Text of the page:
Kent State, 45 Years Later

NOTE: This originally appeared in May of 2010 for the 40th anniversary of the Kent State Shootings

Jerry Lewis is a professor emeritus of sociology at Kent State University and was a witness to the shootings that happened on campus 45 years ago. Patrick Coy is the director of the university’s Center for Applied Conflict Management. They talk with Bob about what happened that day and how Kent State has memorialized the event ever since.

When Allison Krause, Jeffrey Miller, Sandra Scheuer, and William Knox Schroeder woke up on Monday, May 4, 1970, they did not know they would die that day.  Certainly, Scheuer and Schroeder didn’t know they were in harm’s way.  They didn’t participate in the student protests; they had been walking to class at 12:24pm when the Ohio National Guard started shooting.  But those four students, plus nine others who were wounded by bullets fired from the Guard’s M1 rifles, now represent a blotch in American history – one that pits armed force against young and idealistic activists.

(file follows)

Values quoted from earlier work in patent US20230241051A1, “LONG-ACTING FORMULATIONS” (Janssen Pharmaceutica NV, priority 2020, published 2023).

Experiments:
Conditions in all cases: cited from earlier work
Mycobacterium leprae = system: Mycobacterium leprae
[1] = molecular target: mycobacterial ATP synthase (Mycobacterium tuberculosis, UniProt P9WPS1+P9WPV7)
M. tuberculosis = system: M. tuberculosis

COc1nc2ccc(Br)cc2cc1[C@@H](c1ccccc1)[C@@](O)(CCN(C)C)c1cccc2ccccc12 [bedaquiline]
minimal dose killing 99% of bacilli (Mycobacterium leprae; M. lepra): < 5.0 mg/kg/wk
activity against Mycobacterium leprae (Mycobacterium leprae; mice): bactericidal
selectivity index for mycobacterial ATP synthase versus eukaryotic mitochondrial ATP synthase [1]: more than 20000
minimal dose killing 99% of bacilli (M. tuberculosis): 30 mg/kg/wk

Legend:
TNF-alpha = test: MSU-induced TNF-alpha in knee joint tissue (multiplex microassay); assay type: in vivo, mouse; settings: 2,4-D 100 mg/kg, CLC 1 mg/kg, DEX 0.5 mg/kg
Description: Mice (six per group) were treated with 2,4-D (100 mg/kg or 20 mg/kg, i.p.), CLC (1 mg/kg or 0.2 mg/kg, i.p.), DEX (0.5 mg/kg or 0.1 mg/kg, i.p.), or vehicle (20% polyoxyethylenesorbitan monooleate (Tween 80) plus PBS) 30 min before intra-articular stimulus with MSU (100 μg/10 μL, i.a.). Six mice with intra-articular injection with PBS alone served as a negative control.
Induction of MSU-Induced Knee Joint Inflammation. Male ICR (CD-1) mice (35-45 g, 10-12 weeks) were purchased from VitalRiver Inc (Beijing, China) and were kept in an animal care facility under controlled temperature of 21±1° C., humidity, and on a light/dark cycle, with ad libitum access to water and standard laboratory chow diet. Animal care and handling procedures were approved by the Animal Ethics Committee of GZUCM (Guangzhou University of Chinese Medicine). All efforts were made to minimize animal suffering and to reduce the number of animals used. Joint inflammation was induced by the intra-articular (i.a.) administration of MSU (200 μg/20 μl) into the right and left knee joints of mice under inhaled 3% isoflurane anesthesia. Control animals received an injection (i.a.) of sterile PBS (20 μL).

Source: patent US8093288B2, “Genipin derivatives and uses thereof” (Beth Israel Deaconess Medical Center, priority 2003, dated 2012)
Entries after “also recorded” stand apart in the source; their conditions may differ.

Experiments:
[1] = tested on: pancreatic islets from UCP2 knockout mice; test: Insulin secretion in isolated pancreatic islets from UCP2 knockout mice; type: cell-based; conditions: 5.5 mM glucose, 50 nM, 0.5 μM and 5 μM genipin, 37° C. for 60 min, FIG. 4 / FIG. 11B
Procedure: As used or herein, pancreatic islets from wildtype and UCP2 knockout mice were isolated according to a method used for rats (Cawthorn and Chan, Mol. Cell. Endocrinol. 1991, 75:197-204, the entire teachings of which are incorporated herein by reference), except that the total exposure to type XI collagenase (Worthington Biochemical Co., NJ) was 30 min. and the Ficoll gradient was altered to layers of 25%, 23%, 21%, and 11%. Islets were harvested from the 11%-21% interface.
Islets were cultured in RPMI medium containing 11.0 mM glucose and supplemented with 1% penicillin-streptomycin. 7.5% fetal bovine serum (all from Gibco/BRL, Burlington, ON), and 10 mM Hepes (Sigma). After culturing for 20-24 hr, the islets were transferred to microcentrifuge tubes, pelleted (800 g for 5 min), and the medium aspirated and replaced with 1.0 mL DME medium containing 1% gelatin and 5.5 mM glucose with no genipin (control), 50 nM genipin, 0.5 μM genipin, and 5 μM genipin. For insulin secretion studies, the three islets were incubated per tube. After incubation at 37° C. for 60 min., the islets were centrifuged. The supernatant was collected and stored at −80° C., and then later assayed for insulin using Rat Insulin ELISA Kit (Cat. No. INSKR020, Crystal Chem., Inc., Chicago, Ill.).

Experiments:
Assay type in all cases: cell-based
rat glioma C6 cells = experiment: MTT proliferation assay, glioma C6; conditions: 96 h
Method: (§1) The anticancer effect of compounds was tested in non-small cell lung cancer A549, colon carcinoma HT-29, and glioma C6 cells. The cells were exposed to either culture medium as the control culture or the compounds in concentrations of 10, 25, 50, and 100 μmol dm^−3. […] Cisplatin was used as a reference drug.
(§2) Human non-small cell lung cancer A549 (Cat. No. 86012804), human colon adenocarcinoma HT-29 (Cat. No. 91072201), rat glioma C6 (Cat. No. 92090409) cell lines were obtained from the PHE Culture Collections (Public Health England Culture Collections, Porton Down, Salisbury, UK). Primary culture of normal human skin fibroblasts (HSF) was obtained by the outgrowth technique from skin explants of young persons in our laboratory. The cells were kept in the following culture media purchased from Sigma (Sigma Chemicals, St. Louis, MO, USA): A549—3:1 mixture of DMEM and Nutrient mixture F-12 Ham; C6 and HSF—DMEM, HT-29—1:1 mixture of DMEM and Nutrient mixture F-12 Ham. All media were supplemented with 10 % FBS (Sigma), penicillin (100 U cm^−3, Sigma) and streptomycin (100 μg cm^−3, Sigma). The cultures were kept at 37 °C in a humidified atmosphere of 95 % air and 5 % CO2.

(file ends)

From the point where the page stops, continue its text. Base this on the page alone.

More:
The student rallies started on Saturday, May 1 after President Richard Nixon announced the invasion of Cambodia the day before.  The events turned violent when a ROTC building was set on fire.  Ohio Governor James Rhodes called in the guard and by Monday, there were nearly 1,000 troops on campus.  But no one really could have imagined they would have opened fire on the unarmed students in broad daylight like they did.

As part of their forty-year anniversary, Kent State has established a wonderful site with archival photos and audio of the events that happened that weekend.  It’s a good time to revisit both histories and the contributions students have given the nation through activism.